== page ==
Digital technology is stealing our personal data and with it our power to make free choices. To reclaim that power, and our democracy, we must take back control of our personal data. Surveillance is undermining equality. We are being treated differently on the basis of our data.

What can we do? The stakes are high. We need to understand the power of data better. We need to start protecting our privacy. And we need regulation. We need to pressure our representatives. It is time to pull the plug on the surveillance economy.
To purchase a copy of ‘Privacy is Power’, please click https://www.amazon.co.uk/Privacy-Power-Should-Take-Control/dp/1787634043


Dr Carissa Véliz is an Associate Professor at the Faculty of Philosophy and the Institute for Ethics in AI, and a Tutorial Fellow in Philosophy at Hertford College. Carissa completed her DPhil in Philosophy at the University of Oxford. She was then a Research Fellow at the Uehiro Centre for Practical Ethics and the Wellcome Centre for Ethics and Humanities at the University of Oxford. To find out more about Carissa’s work, visit her website: www.carissaveliz.com

Sir Michael Tugendhat was a Judge of the High Court of England and Wales from 2003 to 2014 after being a barrister from 1970. From 2010 to 2014 he was the Judge in charge of the Queen’s Bench Division media and civil lists. He was Honorary Professor of Law at the University of Leicester (2013-16) and is a trustee of JUSTICE. His publications include Liberty Intact: Human Rights in English Law: Human Rights in English Law (Oxford University Press 2017) and Fighting for Freedom? (Bright Blue 2017), The Law of Privacy and Media (Oxford University Press 1st edn 2002).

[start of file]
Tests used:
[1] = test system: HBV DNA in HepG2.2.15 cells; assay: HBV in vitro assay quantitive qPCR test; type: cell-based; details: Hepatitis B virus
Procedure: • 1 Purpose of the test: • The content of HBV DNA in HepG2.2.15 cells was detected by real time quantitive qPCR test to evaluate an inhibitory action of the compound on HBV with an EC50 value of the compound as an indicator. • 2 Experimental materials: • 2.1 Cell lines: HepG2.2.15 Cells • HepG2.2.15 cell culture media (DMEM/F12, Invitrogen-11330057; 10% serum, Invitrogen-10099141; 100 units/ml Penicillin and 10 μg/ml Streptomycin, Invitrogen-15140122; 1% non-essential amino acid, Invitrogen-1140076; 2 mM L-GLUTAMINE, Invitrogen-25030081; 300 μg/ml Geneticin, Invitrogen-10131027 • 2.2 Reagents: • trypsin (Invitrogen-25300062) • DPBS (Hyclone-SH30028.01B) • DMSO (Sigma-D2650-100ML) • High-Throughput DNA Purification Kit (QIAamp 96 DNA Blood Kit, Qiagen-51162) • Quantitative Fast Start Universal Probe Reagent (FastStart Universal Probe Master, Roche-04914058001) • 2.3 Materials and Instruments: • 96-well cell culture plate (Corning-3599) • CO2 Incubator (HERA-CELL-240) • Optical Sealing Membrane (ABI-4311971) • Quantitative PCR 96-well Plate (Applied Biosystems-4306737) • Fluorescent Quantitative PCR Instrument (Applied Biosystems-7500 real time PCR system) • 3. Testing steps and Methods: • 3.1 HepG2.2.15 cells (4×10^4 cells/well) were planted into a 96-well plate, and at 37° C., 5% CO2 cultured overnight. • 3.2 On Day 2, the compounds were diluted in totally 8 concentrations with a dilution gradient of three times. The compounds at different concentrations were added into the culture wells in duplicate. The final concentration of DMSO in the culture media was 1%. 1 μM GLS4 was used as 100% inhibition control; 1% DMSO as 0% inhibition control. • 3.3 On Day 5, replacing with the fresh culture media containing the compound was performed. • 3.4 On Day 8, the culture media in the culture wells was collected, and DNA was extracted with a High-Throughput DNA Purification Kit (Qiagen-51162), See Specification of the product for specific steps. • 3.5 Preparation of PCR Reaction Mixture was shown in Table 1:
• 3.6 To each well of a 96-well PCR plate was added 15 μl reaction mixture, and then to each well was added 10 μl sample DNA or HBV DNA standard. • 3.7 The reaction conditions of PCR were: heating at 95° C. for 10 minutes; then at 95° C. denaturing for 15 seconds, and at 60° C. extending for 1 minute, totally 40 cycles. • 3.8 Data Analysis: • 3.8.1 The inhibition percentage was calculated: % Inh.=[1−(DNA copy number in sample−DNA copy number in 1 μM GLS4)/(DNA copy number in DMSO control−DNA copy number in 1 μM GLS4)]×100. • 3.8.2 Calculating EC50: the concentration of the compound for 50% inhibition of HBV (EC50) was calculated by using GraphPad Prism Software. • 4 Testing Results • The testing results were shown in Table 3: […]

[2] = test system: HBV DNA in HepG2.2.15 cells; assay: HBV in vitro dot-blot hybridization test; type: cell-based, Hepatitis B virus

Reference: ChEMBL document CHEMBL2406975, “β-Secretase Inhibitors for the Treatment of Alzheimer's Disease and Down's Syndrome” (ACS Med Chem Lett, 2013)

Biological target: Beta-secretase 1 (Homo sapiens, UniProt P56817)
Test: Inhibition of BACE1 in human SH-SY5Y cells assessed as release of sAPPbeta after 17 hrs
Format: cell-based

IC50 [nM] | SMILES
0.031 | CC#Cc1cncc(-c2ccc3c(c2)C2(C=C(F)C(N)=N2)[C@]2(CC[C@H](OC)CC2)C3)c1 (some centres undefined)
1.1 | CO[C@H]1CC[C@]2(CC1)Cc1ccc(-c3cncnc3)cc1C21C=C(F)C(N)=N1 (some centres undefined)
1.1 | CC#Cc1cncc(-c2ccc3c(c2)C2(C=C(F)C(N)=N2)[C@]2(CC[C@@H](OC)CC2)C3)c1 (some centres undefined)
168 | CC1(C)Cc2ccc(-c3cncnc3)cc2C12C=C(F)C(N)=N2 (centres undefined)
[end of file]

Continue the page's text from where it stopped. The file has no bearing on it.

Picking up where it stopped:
Dr Stephanie Hare is an independent researcher and broadcaster focused on technology, politics and history. Previously she worked as a Principal Director at Accenture Research, a strategist at Palantir, a Senior Analyst at Oxford Analytica, the Alistair Horne Visiting Fellow at St Antony's College, Oxford, and a consultant at Accenture. She holds a PhD and MSc from the London School of Economics and a BA in Liberal Arts and Sciences (French) from the University of Illinois at Urbana-Champaign. Her work can be found at harebrain.co

Professor John Tasioulas is the inaugural Director for the Institute for Ethics and AI, and Professor of Ethics and Legal Philosophy, Faculty of Philosophy, University of Oxford. Professor Tasioulas was at The Dickson Poon School of Law, Kings College London, from 2014, as the inaugural Chair of Politics, Philosophy & Law and Director of the Yeoh Tiong Lay Centre for Politics, Philosophy & Law. He has degrees in Law and Philosophy from the University of Melbourne, and a D.Phil in Philosophy from the University of Oxford, where he studied as a Rhodes Scholar. He was previously a Lecturer in Jurisprudence at the University of Glasgow, and Reader in Moral and Legal Philosophy at the University of Oxford, where he taught from 1998-2010. He has also acted as a consultant on human rights for the World Bank.